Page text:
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Articles Related to ADP

Correlation of Hemostatic Parameters with Poly (ADP-ribose) Polymerase-1 (PARP-1) Polymorphisms, Mutations, Laboratory, and Clinical Characteristics in 114 Patients with Philadelphia-Negative Myeloproliferative Neoplasms

Patients with Philadelphia-negative myeloproliferative neoplasms (PN-MPN) are at a higher risk for venous thrombosis. Thromboelastometry may prove efficient to evaluate the patient’s thrombotic risk. In this study, based on data from 114 patients with PN-MPN from a single center in Greece, hemostatic profile was assessed with routine coagulation tests, Rotational Thromboelastometry (ROTEM® ), and Platelet Function Analyzer (PFA)-100 and correlated with clinical, laboratory, treatment characteristics, gene mutations and polymorphisms of poly (ADP-ribose) polymerase-1 (PARP-1)
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Cloning of Perilipin 2 Gene and Investigating its Expression Level in Porcine Longissimus Muscle

PLIN2 belongs to one member of PAT (Perilipin, Adipophilin and Tip47) family, which plays an important role in regulating lipid storage and could be regarded as a candidate gene for intramuscular fat deposition in pigs. This study tried to clone the coding domain sequence (CDS) of PLIN2 gene, compare the nucleotide acids and deduced amino acids sequence, physiological characteristics, structure and the expression level between Wujin (fatty breed) and Landrace (lean breed) pigs. The results showed that the mutation of nucleotide acids led to the mutation of deduced amino acids between two pig breeds.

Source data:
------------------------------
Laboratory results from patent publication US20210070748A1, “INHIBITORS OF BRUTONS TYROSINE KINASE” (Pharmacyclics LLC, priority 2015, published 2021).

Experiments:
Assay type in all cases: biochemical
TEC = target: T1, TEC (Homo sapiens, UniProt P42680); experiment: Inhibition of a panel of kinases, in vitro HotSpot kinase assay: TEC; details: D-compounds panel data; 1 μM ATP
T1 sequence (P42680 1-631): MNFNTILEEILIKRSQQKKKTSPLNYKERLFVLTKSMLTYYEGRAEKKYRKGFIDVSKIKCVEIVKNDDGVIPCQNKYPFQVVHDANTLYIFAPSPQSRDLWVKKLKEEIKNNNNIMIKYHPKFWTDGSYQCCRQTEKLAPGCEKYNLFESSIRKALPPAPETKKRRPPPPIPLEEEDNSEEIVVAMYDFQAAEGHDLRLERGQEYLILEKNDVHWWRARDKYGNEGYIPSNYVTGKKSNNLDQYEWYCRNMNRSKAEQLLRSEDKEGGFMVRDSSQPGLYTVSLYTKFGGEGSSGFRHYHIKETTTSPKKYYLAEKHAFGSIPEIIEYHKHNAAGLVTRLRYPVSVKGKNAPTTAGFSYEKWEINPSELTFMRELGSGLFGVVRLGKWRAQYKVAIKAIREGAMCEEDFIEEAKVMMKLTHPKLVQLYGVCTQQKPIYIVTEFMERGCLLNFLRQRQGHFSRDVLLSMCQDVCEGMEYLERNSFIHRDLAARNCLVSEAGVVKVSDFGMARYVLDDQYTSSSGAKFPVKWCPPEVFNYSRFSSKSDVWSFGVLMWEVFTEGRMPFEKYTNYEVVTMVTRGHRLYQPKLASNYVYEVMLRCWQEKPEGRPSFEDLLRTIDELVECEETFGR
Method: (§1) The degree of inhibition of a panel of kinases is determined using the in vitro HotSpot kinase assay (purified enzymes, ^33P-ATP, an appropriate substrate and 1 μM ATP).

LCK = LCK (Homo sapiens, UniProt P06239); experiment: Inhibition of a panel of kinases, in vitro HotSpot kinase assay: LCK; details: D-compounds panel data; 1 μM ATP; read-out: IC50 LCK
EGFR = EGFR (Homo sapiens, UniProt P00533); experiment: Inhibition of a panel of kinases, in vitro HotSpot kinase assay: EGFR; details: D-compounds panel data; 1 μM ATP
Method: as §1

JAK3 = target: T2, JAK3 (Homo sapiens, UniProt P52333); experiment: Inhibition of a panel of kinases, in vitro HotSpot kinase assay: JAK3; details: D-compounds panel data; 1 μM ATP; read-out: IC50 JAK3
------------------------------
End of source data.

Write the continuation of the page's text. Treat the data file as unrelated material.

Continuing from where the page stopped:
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ESBL-Producing E. Coli in a Patient on Automated Peritoneal Dialysis

Peritoneal Dialysis (PD) is one of the 3 well-established modalities of renal replacement therapy used in patients with renal failure. Despite its significant role as a successful method of renal replacement therapy, PD is highly associated with peritonitis and catheter-related infections.
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Functional Protein Domains Evolve Very Specifically Over Mutations

Mutation in a single nucleotide of a gene has the potential to change the structure and/or function of its protein. Albeit simply saying, it is not observed to be a general phenomenon. The effect of mutation is primarily determined by the stereochemical nature of the amino acid which has replaced the previous amino acid, resulting in the residue location being affected. Here we show that despite a change in the frequency of occurrence of a particular amino acid in a particular protein in different types of organisms, the overall function of the protein can still remain unaffected, even when the resultant protein conformation is relatively altered.
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